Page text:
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Republicans counter Obama visit with Tacoma rally for Bryant, candidate for governor

Republican gubernatorial candidate Bill Bryant makes his pitch to an estimated crowd of 1,000 at a rally at the Tacoma Convention Center on Saturday, June 25, 2016. (Jim Camden / The Spokesman-Review)
Republican gubernatorial candidate Bill Bryant makes his pitch to an estimated crowd of 1,000 at a rally at the Tacoma Convention Center on Saturday, June 25, 2016. (Jim Camden / The Spokesman-Review)

TACOMA – Republicans need to unite around a candidate who can win the governor’s office for the first time in 36 years, the state’s only three-term governor told party regulars Saturday.

Blasting Democratic Gov. Jay Inslee as a “rudderless ship in a sea of government,” former Gov. Dan Evans ticked off a series of problems ranging from prison inmates released too soon to “traffic chaos” on a Seattle-area interstate to contend his successor is missing in action.

Evans joined current New Mexico Gov. Susana Martinez, the chairwoman of the Republican Governors Association, in an effort to boost the prospects of Bill Bryant, the GOP’s favored, although not their only, candidate in the 11-person race to replace Inslee.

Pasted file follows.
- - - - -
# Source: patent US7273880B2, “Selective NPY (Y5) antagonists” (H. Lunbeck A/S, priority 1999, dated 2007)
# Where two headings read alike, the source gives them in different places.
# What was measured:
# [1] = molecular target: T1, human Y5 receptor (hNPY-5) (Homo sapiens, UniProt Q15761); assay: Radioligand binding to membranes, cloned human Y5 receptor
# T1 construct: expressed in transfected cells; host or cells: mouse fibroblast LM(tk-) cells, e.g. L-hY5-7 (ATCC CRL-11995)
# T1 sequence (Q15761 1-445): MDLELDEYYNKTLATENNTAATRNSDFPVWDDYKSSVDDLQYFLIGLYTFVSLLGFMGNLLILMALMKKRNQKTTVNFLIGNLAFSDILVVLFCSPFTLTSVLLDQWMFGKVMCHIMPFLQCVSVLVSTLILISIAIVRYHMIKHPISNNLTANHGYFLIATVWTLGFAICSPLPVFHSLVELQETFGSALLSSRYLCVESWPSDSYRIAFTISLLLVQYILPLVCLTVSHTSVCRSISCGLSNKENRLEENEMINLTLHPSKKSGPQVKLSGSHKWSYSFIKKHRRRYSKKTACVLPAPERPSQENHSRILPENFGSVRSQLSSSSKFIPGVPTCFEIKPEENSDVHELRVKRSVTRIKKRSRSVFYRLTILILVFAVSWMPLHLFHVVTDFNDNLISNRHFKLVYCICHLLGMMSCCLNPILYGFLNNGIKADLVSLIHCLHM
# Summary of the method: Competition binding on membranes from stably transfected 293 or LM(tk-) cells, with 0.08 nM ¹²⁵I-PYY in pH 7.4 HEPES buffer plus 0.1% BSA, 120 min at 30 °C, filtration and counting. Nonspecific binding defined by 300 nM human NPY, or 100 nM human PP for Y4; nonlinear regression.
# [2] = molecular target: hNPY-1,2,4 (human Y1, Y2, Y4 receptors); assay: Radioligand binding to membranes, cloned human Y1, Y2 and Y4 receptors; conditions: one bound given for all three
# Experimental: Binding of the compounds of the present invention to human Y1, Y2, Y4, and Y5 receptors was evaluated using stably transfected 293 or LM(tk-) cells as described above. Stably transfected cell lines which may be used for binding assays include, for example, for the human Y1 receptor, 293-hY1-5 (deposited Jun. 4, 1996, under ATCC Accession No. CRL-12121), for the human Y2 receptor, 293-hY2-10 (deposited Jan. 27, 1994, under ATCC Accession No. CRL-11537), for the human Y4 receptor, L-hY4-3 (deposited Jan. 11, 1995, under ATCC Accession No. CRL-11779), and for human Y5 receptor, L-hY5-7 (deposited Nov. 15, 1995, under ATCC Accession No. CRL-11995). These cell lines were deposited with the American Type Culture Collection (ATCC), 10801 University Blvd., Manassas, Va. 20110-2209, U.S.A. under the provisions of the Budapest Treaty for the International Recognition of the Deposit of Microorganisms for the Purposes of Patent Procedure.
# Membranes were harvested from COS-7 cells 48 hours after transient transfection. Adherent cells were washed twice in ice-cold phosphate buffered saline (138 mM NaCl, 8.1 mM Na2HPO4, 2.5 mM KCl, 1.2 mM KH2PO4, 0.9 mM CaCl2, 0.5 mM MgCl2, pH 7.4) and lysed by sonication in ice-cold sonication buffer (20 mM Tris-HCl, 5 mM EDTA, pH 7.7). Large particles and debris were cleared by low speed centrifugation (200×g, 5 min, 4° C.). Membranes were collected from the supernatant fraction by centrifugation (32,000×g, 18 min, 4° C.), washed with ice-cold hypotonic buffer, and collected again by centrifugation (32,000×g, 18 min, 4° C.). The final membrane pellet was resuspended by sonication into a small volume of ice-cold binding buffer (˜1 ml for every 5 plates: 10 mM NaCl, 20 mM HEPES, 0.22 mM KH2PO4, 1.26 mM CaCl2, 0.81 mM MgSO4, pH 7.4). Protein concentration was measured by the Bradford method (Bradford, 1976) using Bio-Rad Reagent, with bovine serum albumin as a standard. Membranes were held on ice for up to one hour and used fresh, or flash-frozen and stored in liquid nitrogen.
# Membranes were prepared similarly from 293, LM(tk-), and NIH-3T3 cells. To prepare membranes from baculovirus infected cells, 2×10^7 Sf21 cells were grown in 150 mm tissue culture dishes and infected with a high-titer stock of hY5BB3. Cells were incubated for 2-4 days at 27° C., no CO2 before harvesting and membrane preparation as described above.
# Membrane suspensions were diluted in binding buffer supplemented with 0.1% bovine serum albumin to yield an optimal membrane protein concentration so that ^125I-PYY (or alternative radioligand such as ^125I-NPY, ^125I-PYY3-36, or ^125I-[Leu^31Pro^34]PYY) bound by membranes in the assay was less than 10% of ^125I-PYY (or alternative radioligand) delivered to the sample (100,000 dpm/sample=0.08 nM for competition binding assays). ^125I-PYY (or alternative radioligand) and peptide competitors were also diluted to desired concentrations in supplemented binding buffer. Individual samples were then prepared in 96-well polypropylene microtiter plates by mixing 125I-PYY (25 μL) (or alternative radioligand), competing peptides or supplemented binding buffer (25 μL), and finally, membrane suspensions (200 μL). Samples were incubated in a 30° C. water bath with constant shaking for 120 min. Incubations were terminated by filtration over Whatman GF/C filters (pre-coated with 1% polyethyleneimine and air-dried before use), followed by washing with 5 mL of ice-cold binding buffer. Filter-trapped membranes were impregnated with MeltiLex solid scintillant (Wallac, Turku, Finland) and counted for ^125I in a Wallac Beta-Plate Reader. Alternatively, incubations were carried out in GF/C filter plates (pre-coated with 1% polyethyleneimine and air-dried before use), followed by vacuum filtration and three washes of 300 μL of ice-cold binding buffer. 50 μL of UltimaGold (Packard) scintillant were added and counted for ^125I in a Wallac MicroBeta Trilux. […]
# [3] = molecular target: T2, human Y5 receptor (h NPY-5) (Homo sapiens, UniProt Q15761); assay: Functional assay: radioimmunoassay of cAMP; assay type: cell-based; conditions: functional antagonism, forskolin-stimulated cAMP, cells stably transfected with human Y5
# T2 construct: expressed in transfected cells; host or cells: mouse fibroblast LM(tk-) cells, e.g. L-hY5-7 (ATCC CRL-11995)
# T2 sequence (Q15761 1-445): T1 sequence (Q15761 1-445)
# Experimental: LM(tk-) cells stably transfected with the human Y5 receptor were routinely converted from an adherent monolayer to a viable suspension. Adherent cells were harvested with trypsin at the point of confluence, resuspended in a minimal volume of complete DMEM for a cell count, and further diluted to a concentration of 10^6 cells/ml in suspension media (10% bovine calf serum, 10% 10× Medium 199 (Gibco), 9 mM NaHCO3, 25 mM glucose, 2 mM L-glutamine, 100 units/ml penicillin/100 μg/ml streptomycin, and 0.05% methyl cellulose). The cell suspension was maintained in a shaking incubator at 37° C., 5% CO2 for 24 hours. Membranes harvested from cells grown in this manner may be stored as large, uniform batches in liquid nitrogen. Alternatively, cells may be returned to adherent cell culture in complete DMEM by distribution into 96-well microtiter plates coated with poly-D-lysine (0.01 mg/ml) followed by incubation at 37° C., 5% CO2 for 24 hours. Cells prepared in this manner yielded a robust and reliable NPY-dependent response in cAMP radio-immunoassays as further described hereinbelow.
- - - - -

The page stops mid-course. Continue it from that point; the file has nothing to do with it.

Bryant promised to “build a state where every kid has an equal chance to get ahead,” increase jobs in areas outside the Puget Sound region that are still struggling with high unemployment and make state government more responsive to business.

“People want a government that gives a damn about them and right now they don’t think it does,” he told a crowd estimated at 1,000 by organizers.

The event was a bit of counter-programming to Friday’s fundraising dinner for Inslee for 3,000 in Seattle that featured President Barack Obama. But while the Seattle dinner had tickets starting at $250, the Tacoma rally was free, although attendees were asked to register and to donate to the Bryant campaign and other Republican candidates.

Bryant supporters tried to use the Obama visit to their candidate’s best advantage.

“He brought President Obama yesterday,” Martinez said to a chorus of boos. “I’d say they’re a little nervous.”

But even before the weekend, the two candidates had a large disparity in their campaign funds. Inslee reported raising about $6.5 million in the last filing with the Public Disclosure Commission; Bryant had raised less than a third of that, about $1.8 million.

A series of speakers blasted Inslee as an ineffective leader. Senate Majority Leader Mark Schoesler, R-Ritzville, said Inslee was touting a reduction in tuition at state colleges during his term, but that it was really the work of Senate Republicans who proposed and won a tuition freeze in his first two years when the governor wanted an increase, and a tuition cut in the last two when Inslee had called for another freeze.

While Inslee enjoys the support of his party’s incumbent president and is backing its nominee, Bryant has refused to say whether he will support presumptive GOP nominee Donald Trump. By bringing Martinez for the rally, the campaign seemed to be signaling that Bryant will continue to keep his distance. The New Mexico governor has criticized Trump’s rhetoric and said she would not consider being his vice president.

Several speakers urged the crowd to consider Bryant as the “top of the ticket” in Washington.

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